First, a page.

The following is an email that simulates being sent by UPS with a technique called e-mail spoofing (impersonation of an email address). Surely you can easily identify it as false, but I assure you that there are many users who launch themselves as kamikazes to open this kind of attachments:
The message asks to fill out an attached form with a postal address, as an alleged package could not be delivered. This attachment is actually some kind of malware that seeks to infect the computer.
Beyond Hotmail classifying it as spam, it should be noted that all links point to the legitimate UPS site (ups.com) and the design is quite convincing. With these details in mind a user could feel confident to download the attachment and open it, even if you didn't expect any delivery from the company. She is the simplest social engineer.
The good thing in this case is that when trying to download it, the webmail antivirus detects it and blocks it, but if this does not happen and the resident antivirus does not warn of the danger, the computer will get infected:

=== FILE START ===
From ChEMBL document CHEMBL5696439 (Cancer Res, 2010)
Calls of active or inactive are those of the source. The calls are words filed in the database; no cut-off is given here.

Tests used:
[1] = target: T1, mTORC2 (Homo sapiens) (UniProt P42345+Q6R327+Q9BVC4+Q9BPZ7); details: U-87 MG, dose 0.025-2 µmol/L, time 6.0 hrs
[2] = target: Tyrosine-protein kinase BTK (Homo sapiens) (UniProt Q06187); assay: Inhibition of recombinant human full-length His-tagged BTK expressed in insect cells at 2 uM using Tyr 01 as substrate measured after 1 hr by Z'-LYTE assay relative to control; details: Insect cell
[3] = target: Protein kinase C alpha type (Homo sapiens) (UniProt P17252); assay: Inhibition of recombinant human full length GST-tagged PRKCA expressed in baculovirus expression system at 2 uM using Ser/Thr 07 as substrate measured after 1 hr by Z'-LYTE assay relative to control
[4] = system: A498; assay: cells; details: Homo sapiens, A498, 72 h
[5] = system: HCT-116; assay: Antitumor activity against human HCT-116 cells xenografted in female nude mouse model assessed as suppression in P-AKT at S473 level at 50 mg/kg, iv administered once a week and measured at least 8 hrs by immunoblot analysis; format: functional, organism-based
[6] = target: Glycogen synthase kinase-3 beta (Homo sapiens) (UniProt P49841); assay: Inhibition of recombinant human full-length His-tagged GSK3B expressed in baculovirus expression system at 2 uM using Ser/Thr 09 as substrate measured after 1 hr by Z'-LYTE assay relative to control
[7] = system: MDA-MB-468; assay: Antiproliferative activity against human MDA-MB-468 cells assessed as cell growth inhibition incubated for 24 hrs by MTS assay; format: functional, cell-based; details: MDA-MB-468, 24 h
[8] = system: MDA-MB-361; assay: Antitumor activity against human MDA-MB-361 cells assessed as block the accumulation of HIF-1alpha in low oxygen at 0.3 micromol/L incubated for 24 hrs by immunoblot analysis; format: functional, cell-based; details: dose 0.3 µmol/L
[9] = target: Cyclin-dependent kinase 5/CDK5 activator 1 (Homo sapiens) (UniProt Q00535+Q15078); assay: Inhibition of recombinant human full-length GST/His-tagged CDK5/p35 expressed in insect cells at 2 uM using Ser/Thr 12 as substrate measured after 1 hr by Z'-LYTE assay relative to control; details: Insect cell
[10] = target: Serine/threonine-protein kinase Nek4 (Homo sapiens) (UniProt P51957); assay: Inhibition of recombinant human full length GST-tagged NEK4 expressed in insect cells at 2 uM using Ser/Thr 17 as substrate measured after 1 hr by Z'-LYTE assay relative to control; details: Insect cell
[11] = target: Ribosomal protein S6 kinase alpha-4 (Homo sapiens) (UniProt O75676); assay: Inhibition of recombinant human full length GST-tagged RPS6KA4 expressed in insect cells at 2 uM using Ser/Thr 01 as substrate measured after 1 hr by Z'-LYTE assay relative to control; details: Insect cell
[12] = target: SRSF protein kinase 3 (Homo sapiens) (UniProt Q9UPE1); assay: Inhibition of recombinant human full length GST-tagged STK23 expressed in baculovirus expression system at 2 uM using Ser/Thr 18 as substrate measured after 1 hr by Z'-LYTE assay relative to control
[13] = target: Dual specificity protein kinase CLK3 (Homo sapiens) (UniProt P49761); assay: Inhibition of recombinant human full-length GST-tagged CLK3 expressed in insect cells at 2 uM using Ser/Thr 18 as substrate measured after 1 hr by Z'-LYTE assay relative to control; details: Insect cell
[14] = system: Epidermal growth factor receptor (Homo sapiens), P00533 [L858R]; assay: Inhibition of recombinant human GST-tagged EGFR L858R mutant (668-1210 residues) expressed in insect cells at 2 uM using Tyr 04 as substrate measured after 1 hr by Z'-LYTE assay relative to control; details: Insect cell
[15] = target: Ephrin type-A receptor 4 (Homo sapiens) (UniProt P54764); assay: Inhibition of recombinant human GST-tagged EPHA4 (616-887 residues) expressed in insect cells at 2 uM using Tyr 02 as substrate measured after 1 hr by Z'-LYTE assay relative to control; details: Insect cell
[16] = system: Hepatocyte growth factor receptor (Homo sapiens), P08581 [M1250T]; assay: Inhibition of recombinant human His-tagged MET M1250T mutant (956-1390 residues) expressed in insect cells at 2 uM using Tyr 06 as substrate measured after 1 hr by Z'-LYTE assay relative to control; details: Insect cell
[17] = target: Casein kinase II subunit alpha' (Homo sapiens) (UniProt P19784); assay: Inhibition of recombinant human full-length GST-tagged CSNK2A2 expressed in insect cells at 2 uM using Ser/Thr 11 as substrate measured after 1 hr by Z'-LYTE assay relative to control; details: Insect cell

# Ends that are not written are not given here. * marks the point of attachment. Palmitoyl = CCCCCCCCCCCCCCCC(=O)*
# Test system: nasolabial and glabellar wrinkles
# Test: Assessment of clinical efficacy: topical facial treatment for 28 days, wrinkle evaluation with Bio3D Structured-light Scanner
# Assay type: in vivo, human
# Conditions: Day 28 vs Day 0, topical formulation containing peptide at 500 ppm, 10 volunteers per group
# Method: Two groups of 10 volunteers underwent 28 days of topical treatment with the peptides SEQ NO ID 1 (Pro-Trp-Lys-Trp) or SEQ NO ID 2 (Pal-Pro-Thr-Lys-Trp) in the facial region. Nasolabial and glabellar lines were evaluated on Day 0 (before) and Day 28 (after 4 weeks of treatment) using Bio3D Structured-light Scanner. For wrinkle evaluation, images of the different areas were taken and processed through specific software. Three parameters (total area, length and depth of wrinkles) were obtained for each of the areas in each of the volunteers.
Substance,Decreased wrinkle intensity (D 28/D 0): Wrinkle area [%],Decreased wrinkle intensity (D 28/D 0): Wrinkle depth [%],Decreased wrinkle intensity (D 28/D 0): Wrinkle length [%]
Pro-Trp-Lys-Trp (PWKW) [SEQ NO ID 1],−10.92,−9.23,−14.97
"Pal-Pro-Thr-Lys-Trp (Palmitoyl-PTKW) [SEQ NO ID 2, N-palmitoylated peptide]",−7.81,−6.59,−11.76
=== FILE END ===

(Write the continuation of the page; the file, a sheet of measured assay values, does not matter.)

In the vast majority of cases these alleged forms are Trojans or manipulated documents When opened, they look for vulnerabilities in the background to download malware in a hidden way.
The next is another example similar to the previous one that allowed to download the file:
Inside the .zip archive is a Trojan Invoice_N8838293984.exe (VT 23/42) that simulates being a Word document And it could easily fool all those who don't have extensions view enabled:
There are also other variants of these fake emails, some request personal information and then send more spam or prepayment of some tax to receive a package of great value. In any case, with common sense and caution, these deceits can be avoided … you should not be fooled by appearances and when in doubt, it is best to seek information or consult.